Season 3, Episode 13
Shut the Door. Have a Seat
Don has an important meeting with Connie. Betty receives some advice. Pete talks to his clients.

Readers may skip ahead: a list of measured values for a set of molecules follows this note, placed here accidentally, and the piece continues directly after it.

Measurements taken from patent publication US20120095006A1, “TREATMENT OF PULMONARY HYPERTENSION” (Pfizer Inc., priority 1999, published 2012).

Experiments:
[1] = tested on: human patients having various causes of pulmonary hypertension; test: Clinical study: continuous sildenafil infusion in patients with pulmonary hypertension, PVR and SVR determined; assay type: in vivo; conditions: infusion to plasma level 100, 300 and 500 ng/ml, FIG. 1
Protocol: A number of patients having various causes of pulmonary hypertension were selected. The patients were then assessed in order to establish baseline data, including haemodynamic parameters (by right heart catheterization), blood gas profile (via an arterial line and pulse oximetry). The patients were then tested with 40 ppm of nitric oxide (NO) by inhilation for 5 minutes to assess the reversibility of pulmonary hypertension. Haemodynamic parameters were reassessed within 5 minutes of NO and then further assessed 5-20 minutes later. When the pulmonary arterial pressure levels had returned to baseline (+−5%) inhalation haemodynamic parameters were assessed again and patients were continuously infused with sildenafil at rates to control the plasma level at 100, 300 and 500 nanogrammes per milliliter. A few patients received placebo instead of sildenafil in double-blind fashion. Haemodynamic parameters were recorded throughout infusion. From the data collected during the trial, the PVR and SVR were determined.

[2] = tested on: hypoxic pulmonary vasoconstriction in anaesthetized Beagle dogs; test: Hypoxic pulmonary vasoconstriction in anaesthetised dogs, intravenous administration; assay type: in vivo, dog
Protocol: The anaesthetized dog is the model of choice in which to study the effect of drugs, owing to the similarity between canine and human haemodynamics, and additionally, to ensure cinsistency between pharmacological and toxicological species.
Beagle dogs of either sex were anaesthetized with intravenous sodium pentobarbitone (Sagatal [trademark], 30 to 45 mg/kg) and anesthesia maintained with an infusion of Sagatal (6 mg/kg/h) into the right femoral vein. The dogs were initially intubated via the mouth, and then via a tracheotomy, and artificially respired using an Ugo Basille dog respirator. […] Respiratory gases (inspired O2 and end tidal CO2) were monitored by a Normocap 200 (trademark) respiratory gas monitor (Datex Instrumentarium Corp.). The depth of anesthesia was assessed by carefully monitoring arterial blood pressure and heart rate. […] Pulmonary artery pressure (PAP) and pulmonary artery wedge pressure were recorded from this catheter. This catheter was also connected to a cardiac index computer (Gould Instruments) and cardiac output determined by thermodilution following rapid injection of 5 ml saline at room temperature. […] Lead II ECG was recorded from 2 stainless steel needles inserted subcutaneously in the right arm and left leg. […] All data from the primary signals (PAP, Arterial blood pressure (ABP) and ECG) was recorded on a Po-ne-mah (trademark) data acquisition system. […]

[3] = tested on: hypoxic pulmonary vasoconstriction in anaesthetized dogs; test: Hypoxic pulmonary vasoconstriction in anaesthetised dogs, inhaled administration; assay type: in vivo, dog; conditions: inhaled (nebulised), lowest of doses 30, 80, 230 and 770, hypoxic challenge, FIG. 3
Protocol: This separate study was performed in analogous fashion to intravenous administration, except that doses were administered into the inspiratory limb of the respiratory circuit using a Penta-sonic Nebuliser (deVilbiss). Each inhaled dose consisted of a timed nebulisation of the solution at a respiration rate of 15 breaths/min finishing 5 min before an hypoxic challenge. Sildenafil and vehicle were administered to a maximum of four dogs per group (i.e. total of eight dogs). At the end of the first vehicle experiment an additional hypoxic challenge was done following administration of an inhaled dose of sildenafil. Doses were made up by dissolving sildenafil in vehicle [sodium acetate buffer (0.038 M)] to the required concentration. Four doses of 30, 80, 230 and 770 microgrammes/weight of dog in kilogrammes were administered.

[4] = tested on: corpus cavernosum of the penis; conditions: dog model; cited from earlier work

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Connie tells Don that ad agency McCann Erickson is buying Puttnam, Powell, and Lowe -- and Sterling Cooper along with it. He's terminating his arrangement with Don. "My future is tied up in this mess because of you," Don complains, referring to the three-year contract Hilton's lawyers insisted he sign. It's just business, Connie replies. Entering Sterling Cooper, Don flashes back to his youth: Archie Whitman defies the other members of an agricultural cooperative after the price of wheat collapses. Don informs Cooper about the sale and proposes that they buy Sterling Cooper themselves. Cooper resists at first, but then sketches out a potential scenario: Roger would have to be included because Lucky Strike is the agency's biggest account. Don and Cooper reveal their plan to Roger, and Don apologizes to Roger for belittling his contributions to Sterling Cooper. Don learned from his Hilton experience that he isn't an account man, he says. Don's problem, Roger explains, is that he doesn't value relationships. That evening, Betty tells Don that she is divorcing him. She should see a doctor, Don replies. "Because I'd have to be sick to want out of this?" she asks. "I didn't break up this family," she reminds him. The next day, Lane tells Roger, Don and Cooper that McCann is buying Sterling Cooper, but not PPL. Cooper names a buy-back price, but Lane says that McCann offered more. A lawyer describes for Betty and Henry the difficulty she would have obtaining a New York divorce. "That's why people go to Reno," he says. A Nevada divorce would require Don's consent, but little else. Henry asks Betty not to request a financial settlement. "I don't want you owing him anything," he says. Lane calls Saint John, who discloses that PPL is indeed part of the McCann deal. "Where's my place in this?" Lane asks. Saint John assures Lane he will be "essential to the transition" and will subsequently "prove yourself irreplaceable." Lane slams the phone. Don has another flashback: Archie, drunk, tells Abigail that he will sell his wheat himself. He heads to the stable. A young Dick Whitman watches as Archie's horse kicks him in the face and kills him. Lane concedes to Roger, Don, and Cooper that they were correct about PPL, but maintains that purchasing Sterling Cooper is impossible. Don suggests Lane sever their contracts, freeing them to start their own agency. Lane will be "thrown overboard" after the sale goes through anyway, says Don. They'll make him a partner, Cooper proposes. "It could be done," Lane says of the scheme, but they'd need Lucky Strike, plus additional accounts for cash flow. A telegram sent that day (Friday) wouldn't be read in London until Monday, giving them the weekend to secure accounts, assemble a skeleton staff and spirit away the necessary materials. "Well, gentlemen," Lane says with a smile. "I suppose you're fired." Don tells Peggy about the new agency and outlines what she must accomplish by Sunday evening. "You just assume I'll do whatever you say," Peggy responds. "I'm not gonna beg you," Don says. "Beg me? You didn't even ask me," she says, declining the proposition. Roger and Don visit Pete at home and offer him a role at the new agency. Roger admits that they need his accounts, but says that they also need his talent. "I want to hear it from him," says Pete, looking at Don. "You've been ahead on a lot of things," Don says. "Aeronautics, teenagers, the Negro market. We need you to keep us looking forward." A deal is struck: Pete will be made a partner if he delivers $8 million in accounts by Sunday. Over drinks, Don tells Roger about the divorce. "So it's true," Roger says. "Henry Francis." Stunned, Don presses Roger for details. "I thought you knew," Roger says. "I'm sorry I told you, believe me." Don wakes Betty that night and asks who Henry Francis is. "You never forgave me," Don says. "Forgave what?" she replies. "That I've never been enough?" She won't get a nickel, Don threatens, and he'll take the kids. "I'm going to Reno, and you're going to consent," she says. "You're a whore, you know that?" Don replies, grabbing her nightgown roughly. The next day, Harry joins the new agency. Everyone is in good spirits, but there is one problem: No one knows where the required materials are stored. Roger says that he'll make a call. Meanwhile, Don and Betty tell their children that Don will be moving out of the house. Sally takes the news hard. "Nobody wants to do this," Don tells a tearful Bobby. At Peggy's apartment, Don apologizes for regarding her as an extension of himself. "Will you help me?" he asks. Peggy suggests that should she refuse, Don will never speak to her again. "I will spend the rest of my life trying to hire you," he counters. At Roger's behest, Joan arrives at the office, having already hired movers. She indicates what needs transporting and where to locate it. Don arrives with Peggy, and asks Joan to find him an apartment. "How long do you think it will take us to be in a place like this again?" Roger asks Don as they depart Sterling Cooper. "I never saw myself working in a place like this," Don replies. "We've been robbed!" shouts Don's secretary, Allison, on Monday morning. Saint John calls and fires Lane. "Very good. Happy Christmas." Lane replies. The phone rings in a suite at the Pierre hotel. "Good morning, Sterling Cooper Draper Pryce," answers Joan. Back at the old Sterling Cooper, Paul opens Peggy's door and sees her abandoned office. "Dammit," he says. At the Pierre, Pete reassures a client about continuity of service while Trudy supplies lunch. "Isn't this exciting?" she gushes. Don calls Betty. "I'm not going to fight you," he says. "I hope you get what you always wanted." Later, Betty sits on a plane with baby Gene on her lap and Henry Francis beside her. Sally and Bobby watch television with Carla. Don exits a cab in front of a Greenwich Village apartment building. Suitcases in hand, he enters the building.